Posted by: New in Every Way | March 6, 2013

How Could He?

This Saturday, it will be time in the United States to set our clocks forward to Daylight Saving Time. In Kentucky, I have already spotted lawn care crews at work. Spring must be around the corner.

And . . . Easter is only four weeks away. My blogs during these weeks will be about the tumultuous events preceding and following Jesus’ crucifixion. I say “my blogs,” but only two of these essays are mine–the other two were written by my father in a devotional book we co-authored in 2007. . . . This week I’m sharing one of my father’s.

Judas

Judas’ Defection

Read John 13:18-20.

“The Son of Man will go just as it is written about him. But woe to that man who betrays the Son of Man! It would be better for him if he had not been born” (John 13:24).

Jesus’ final Passover with his apostles in the Upper Room was one of the most sublime experiences of his life on earth. Yet in the midst of his jubilation, he had to deal with at least two very trying problems. The worst of these was the defection of Judas.

Judas’ betrayal has always been puzzling to earnest Christians.  How could a man who had walked with Jesus and worked miracles in his name turn against him? Some have argued that he always planned to betray Jesus and joined his company to learn his habits so he could do so. Others feel that he was predestined for this purpose and could not help himself.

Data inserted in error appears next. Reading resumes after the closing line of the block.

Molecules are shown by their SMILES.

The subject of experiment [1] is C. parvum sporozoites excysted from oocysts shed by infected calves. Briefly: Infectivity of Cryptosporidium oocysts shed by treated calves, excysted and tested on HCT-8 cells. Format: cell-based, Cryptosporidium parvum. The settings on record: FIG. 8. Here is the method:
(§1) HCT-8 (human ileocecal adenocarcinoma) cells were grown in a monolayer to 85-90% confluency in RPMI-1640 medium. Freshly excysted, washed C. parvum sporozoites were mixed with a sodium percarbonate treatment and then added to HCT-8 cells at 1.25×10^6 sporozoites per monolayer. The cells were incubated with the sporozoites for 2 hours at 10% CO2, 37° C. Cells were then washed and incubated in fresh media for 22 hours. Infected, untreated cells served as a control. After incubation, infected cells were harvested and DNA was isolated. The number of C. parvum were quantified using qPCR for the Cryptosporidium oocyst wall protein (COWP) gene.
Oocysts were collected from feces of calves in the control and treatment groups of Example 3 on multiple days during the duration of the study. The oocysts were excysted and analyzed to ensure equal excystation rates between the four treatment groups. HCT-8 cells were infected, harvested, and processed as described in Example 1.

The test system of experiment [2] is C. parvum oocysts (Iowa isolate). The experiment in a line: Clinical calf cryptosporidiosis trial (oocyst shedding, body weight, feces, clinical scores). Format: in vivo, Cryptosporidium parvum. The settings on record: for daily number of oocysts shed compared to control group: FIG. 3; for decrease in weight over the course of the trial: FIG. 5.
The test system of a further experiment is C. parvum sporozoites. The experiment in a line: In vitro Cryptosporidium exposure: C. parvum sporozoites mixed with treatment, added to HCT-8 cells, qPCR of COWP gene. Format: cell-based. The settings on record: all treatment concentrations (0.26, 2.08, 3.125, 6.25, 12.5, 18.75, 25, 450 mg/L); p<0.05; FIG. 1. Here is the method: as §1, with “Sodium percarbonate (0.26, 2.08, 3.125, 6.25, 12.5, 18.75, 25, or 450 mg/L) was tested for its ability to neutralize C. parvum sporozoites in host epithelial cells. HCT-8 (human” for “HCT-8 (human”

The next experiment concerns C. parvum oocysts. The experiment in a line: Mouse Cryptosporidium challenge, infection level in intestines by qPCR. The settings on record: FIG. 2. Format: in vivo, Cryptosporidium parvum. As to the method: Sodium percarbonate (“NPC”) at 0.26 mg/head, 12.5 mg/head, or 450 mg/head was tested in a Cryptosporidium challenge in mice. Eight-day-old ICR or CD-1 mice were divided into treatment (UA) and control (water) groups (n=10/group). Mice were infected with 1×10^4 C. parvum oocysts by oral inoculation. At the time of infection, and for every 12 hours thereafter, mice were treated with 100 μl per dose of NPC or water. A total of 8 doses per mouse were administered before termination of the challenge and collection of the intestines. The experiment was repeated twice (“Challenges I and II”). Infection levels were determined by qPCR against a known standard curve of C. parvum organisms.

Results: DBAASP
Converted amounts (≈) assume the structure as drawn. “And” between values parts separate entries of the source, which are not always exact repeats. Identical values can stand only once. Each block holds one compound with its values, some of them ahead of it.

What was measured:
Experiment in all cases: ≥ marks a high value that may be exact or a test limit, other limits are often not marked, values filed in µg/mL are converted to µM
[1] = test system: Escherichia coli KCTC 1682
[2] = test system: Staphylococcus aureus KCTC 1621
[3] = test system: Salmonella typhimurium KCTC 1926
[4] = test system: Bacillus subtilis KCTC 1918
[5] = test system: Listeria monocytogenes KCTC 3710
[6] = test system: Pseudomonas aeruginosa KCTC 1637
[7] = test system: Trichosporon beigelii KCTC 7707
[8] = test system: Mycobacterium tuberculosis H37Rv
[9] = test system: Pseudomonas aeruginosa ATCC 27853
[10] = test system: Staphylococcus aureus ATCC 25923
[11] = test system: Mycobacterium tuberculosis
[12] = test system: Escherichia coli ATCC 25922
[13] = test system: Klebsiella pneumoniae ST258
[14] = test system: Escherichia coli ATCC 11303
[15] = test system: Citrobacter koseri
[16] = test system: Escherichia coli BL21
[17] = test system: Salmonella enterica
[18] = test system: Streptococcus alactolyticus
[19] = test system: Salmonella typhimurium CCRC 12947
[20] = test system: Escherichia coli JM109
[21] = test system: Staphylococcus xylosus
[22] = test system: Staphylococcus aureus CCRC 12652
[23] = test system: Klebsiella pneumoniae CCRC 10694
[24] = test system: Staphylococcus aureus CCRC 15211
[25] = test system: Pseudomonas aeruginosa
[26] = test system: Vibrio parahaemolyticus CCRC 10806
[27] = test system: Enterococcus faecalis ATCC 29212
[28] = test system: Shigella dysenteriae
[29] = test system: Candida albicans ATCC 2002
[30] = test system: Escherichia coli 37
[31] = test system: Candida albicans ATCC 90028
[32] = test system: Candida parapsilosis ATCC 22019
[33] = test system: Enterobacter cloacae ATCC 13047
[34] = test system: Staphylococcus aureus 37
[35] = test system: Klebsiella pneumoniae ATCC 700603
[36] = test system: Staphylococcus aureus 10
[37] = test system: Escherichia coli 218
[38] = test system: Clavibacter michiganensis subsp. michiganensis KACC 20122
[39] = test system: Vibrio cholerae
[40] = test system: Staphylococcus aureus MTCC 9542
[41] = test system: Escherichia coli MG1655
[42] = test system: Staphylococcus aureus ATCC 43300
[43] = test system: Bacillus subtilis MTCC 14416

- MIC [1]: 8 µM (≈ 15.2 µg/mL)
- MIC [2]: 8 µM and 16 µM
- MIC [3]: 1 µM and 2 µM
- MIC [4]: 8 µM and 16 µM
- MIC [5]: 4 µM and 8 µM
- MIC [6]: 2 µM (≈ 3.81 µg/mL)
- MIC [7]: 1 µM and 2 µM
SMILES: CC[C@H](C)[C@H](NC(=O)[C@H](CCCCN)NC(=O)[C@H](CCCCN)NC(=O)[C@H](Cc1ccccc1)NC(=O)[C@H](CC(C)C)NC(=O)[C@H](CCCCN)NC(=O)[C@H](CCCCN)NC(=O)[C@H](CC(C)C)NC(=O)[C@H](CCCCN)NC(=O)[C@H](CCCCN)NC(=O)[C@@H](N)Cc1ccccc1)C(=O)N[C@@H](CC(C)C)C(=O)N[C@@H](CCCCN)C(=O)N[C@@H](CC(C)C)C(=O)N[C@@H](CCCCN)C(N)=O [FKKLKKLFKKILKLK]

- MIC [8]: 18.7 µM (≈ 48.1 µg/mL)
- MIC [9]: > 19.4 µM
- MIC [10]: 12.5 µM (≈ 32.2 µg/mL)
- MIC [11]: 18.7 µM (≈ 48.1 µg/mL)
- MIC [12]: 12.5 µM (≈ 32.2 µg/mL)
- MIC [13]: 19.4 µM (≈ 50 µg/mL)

The most likely explanation is that there was a gradual deterioration in his relationship with Christ and the other apostles.  He seems to have been somewhat of an outsider, the only disciple from Judea among a group of Galileans—men from the hinterland—that he probably considered uneducated and unsophisticated. He became dishonest, appropriating money from the common purse for his own use. He became critical of Jesus and took offense when the Master chided him publicly for his condemnation of Mary when she anointed Jesus with expensive perfume. The final tragedy was that he allowed Satan to enter his heart.  It was then he sought occasion to betray his Lord.

But Jesus did not give up on him! Even as he prepared to partake of the Lord’s Supper, Jesus made one final appeal. “Don’t do it, Judas!  Better never to have been born than to commit this deed!” It was too late for Judas. Satan had already taken control.

Should we not pause to reflect on this tragedy? A traitor is not made in a moment. Most people who abandon their Lord do it little by little, almost unconsciously: a little neglect here, a slip there, wounded pride, spite, anger – they can build up until Satan finds a way to lead us astray. But still the Master pleads. Don’t ignore his love and his call.

Are you ever tempted by selfish ambition, pride or jealousy to forsake your Lord or put him to the test? Beware, lest Satan finds a way to enter your heart and destroy your faith.

–F. Burleigh Willard Sr. 

From Streams of Living Water: A Daily Guide to Devotional Meditation on God’s Word  by F. Burleigh Willard Sr. and Celia Willard Milslagle.

 

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